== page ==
Will Eastern European Migrants Happily Enter the German Pension System after the EU Eastern Enlargement?
A major concern in Western Europe and especially in Germany is that with the EU eastern enlargement inflows of workers occur, which will be net beneficiaries of the domestic social security systems. We introduce a model and present evidence by comparing pension systems in the main source and target countries (Poland, Hungary, Czech Republic; Germany) that show that immigrants most likely have to face a burden from entering the German pension system. Only if the total number of immigrants is sufficiently large the burden may change into a gain. We conclude that if migration takes place, it will do so despite – not because of – the existence of the pension systems.
|Date of creation:||01 May 2003|
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- Bonin, Holger, 2001. "Will it Last? An Assessment of the 2001 German Pension Reform," IZA Discussion Papers 343, Institute for the Study of Labor (IZA).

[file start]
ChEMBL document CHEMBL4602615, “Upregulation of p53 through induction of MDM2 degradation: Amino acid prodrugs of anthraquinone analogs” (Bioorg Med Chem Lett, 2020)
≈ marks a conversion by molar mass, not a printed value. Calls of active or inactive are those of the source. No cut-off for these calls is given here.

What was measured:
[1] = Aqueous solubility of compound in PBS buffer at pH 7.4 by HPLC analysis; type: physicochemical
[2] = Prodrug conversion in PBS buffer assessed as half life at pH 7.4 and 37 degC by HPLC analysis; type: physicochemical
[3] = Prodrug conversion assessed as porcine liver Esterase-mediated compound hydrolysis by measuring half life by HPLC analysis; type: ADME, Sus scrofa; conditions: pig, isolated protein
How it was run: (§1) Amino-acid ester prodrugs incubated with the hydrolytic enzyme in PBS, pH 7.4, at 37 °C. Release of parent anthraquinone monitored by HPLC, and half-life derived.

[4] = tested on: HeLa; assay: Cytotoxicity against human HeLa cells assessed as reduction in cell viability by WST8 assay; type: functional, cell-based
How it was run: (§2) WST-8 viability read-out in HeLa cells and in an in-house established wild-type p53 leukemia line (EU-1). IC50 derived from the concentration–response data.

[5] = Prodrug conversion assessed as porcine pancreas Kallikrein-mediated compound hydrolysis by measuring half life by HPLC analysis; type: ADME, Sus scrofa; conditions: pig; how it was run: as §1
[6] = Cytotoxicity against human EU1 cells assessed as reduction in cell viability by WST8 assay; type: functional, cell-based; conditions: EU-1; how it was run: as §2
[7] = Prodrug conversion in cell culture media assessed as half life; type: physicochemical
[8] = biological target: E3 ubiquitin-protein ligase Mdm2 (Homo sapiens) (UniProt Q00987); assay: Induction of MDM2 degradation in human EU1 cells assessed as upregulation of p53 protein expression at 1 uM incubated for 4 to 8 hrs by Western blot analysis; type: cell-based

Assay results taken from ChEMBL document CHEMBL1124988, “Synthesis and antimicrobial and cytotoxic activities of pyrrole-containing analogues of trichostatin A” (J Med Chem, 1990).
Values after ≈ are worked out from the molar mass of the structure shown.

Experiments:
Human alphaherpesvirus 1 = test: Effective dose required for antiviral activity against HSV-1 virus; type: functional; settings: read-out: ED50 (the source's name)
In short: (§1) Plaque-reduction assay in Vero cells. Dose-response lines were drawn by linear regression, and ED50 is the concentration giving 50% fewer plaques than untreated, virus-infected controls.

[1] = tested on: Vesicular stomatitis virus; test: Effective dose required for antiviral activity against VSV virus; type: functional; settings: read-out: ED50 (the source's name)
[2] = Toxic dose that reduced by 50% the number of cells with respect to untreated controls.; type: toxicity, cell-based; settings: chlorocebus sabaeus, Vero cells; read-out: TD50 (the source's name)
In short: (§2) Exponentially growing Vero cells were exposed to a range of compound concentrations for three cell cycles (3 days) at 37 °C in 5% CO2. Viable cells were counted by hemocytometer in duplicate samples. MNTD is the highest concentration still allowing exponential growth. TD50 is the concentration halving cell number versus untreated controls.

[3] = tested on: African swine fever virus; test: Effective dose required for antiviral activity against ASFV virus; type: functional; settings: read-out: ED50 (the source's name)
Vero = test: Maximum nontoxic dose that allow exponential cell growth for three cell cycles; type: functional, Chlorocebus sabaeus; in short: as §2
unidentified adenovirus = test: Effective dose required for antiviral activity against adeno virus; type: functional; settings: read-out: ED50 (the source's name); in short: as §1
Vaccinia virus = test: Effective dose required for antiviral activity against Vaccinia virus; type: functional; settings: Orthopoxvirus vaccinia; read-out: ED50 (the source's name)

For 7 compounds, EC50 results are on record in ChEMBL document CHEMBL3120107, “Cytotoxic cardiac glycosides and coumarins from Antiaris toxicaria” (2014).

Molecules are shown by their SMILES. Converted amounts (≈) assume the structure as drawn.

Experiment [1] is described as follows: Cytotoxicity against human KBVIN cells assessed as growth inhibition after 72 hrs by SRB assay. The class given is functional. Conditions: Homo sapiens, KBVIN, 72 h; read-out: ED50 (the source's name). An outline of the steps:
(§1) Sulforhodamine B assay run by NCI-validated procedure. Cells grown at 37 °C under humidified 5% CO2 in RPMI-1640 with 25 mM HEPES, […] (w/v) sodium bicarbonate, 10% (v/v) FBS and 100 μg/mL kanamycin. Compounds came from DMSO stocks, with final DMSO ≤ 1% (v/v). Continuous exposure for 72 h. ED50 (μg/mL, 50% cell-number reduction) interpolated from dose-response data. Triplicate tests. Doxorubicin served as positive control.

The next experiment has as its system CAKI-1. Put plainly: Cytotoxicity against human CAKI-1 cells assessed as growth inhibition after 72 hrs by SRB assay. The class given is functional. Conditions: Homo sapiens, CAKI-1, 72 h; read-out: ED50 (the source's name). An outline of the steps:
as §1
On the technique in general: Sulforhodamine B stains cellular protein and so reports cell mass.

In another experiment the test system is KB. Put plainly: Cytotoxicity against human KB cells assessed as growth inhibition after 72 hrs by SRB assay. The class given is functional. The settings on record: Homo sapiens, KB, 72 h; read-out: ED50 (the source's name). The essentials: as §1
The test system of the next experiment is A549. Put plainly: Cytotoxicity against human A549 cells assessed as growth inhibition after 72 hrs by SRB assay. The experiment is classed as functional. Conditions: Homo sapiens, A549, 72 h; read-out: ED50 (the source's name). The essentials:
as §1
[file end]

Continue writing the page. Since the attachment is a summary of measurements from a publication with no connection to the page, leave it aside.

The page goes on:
- Börsch-Supan, Axel & Reil-Held, Anette & Schnabel, Reinhold, 1998. "Pension Provision in Germany," Sonderforschungsbereich 504 Publications 98-07, Sonderforschungsbereich 504, Universität Mannheim;Sonderforschungsbereich 504, University of Mannheim.
- Bauer, Thomas K. & Zimmermann, Klaus F., 1999. "Report No. 3: Assessment of Possible Migration Pressure and its Labour Market Impact Following EU Enlargement to Central and Eastern Europe," IZA Research Reports 3, Institute for the Study of Labor (IZA).
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